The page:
John Reyes Nguyen: I didn't watch enough games to properly comment. But I would say Anthony Davis benefited the most from being around and practicing with elite NBA players, it will do wonders for his career. Just like Christian Laettner on the Dream Team.
Jacob Greenberg: In my eyes, it's Melo. LeBron may be the best player in the NBA, but Melo is the best player in the world. The shorter 3 point line and Melo's devastating inside-outside game makes him nearly unguardable in international play. You could see that Team USA relied largely on him (and Durant) to provide scoring, and Melo did just that. It was also clear that he was one of the more vocal leaders on the team, having been one of only 2 guys to have played on both the disgraced 2004 Scream team and the 2008 Redeem team. This season, Melo is the clear-cut leader in New York, given Amar'e's fickle health and performance, and Jeremy Lin's departure to Houston. I think we'll see a really motivated Melo this year, and an improved Knicks team as well.
Alex Maki: Alexey Shved. I say this as a Timberwolves fan, but he had a pretty good Olympic tournament. He showed flashes that were Rubio-esque with ball handling and dropping sweet dimes. He showed range on his jumpshot, and also the ability to take over in key stretches. Rumors have it that he displayed a bit of an attitude and got benched because of it. But I think he showed real potential, and that is about as much as you can hope for when looking at international players that deserve a chance to play in the NBA
Dave Gold: I may be biased because I live in Minnesota (where I can't see Russia from my house), but I thought it was great to see AK47 playing like the Kirilenko we all knew and loved - scoring and playing crazy good defense. If the Olympics is any measure for the upcoming season, the T-wolves could have gotten a steal of a player if AK47 plays up to his old, young self. While we are speaking of Russians who play for the T-wolves, honorary mentioned goes to Alexei Shved. He dropped 25 points on Argentina in the Bronze Medal game. I hadn't even really heard of this guy before the T-wolves signed him, and then to watch him dominate a good Argentina team was pretty impressive.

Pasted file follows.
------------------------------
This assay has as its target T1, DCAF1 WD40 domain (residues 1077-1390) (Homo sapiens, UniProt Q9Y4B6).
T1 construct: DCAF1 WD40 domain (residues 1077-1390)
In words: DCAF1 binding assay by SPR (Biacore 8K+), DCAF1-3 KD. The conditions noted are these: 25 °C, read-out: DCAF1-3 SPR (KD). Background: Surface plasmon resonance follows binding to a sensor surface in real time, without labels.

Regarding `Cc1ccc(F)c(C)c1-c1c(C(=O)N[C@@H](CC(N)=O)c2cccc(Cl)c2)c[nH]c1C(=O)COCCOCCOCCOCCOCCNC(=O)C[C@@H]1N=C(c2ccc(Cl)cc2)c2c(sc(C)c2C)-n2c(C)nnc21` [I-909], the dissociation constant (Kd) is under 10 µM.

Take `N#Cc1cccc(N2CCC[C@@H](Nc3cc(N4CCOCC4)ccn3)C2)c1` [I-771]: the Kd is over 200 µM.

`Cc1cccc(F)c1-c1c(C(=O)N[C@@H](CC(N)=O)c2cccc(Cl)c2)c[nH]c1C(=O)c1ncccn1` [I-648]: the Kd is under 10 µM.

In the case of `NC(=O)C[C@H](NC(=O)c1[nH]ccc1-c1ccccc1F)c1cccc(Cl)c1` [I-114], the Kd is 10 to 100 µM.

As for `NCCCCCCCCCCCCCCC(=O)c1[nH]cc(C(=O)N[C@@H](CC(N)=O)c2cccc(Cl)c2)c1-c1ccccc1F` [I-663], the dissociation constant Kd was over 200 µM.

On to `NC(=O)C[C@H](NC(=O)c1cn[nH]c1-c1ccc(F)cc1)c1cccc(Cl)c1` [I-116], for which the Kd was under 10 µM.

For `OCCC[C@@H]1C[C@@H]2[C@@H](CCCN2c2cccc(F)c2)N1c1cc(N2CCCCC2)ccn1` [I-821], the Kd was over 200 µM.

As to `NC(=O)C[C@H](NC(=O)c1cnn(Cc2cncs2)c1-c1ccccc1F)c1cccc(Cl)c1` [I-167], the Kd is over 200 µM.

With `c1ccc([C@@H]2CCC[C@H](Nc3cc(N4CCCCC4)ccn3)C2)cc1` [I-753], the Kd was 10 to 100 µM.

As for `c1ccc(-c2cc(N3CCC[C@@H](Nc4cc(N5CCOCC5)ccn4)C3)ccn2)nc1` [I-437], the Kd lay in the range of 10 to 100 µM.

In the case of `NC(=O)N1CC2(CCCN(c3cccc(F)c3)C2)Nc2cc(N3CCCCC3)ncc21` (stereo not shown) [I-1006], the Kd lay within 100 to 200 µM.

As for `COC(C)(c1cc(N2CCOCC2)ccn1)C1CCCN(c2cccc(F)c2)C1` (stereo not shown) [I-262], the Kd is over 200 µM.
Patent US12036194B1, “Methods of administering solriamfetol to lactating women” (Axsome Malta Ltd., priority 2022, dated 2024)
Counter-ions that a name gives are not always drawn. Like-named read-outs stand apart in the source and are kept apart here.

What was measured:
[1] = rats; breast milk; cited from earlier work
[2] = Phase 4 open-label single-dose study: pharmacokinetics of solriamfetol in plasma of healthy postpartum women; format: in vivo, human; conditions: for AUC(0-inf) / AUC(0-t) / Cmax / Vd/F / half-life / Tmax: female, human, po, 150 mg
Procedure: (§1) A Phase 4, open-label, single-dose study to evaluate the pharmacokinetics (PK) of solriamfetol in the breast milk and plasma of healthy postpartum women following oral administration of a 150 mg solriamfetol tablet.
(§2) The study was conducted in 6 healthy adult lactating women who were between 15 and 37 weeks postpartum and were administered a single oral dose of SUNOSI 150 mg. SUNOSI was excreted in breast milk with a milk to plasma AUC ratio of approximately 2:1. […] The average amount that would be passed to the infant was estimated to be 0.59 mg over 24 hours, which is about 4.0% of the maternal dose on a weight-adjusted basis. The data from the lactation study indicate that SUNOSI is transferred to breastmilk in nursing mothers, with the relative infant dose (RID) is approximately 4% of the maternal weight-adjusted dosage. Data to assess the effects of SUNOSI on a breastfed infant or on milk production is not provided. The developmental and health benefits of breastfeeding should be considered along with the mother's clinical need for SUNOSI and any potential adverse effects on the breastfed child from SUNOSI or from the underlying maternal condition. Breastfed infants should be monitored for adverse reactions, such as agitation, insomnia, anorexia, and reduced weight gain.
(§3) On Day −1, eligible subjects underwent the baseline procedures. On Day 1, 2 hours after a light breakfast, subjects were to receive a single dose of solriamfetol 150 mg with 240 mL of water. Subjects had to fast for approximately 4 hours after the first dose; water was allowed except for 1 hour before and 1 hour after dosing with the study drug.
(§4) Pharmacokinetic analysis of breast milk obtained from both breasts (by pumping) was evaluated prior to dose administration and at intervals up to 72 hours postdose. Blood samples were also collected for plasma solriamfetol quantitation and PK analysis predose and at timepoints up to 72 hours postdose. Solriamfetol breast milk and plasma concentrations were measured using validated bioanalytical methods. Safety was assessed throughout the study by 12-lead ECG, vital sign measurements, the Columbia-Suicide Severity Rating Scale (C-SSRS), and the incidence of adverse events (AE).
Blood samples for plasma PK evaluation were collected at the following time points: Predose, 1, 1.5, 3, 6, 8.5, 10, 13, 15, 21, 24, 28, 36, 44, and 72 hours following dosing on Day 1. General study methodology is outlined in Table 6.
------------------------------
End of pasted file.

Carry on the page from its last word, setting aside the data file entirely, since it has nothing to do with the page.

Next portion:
Which player's stock went down the most because of the Olympics? Editor's Note: Congratulations to Jacob and Alex for answering the question properly, and to John for writing an entire paragraph that I don't understand.
Jordan Durlester: Bob Fitzgerald. He's the worst. I know he doesn't qualify as a legitimate answer to the question at hand but he's the first person that came to mind. Confusing the actor who played Zuckerberg with the real Zuckerberg? C'mon, bro. I believe NBC stirred up the whole "tape delay" controversy as a wag-the-dog tactic to divert peoples attention away from the abysmal play-by-play.
John Reyes Nguyen: I'm gonna venture outside of basketball and back into beach volleyball and include a group of players. I would say all the US men's beach volleyball players. Rogers, Dalhausser, Gibb, and Rosenthal should be ashamed. They grew up and live in the mecca of beach volleyball and didn't even take home a medal. How the hell do you lose to Latvia in beach volleyball? Where's Karch Kiraly when you need him?
Jacob Greenberg: His stock didn't drop, per se, but Leandro Barbosa may have firmly played his way out of the NBA. He managed to average 16.2 points per game for a decent Brazilian squad, and played a key role in a near comeback against Argentina. But he went into the Olympics without a contract, and is the last international free agent without a contract. He's only 29, but looks slower than he used to, and is not efficient at all. Still, a veteran team in need of bench scoring will offer him the vet's minimum. He'd be wise to take it.
Alex Maki: Knowing the American team the best, I am inclined to pick one of our peeps. Though Nicholas Batum definitely saw his admirability rating plummet with his egregious low blow shot in the quarterfinals. But basketball promise-wise, I am going to go with Kobe Bryant. He looked a bit old, and particularly petty in regards to his inability to share the ball on a team of mega stars. The Lakers might be the favorite to win it all next year, but not if Kobe still plays Kobe ball in key stretches next season.
Dave Gold: Can I vote for the Orlando Magic? Their stock dropped a ton during the Olympics. With all those '1st round draft picks' I can't wait to see them draft Makram Ben Romdahne (Tunisia) and Ailun Guo (China) among other stellar options. Screw the dream team debate - could the 2012/2013 Lakers beat the 'Showtime' lakers in their prime?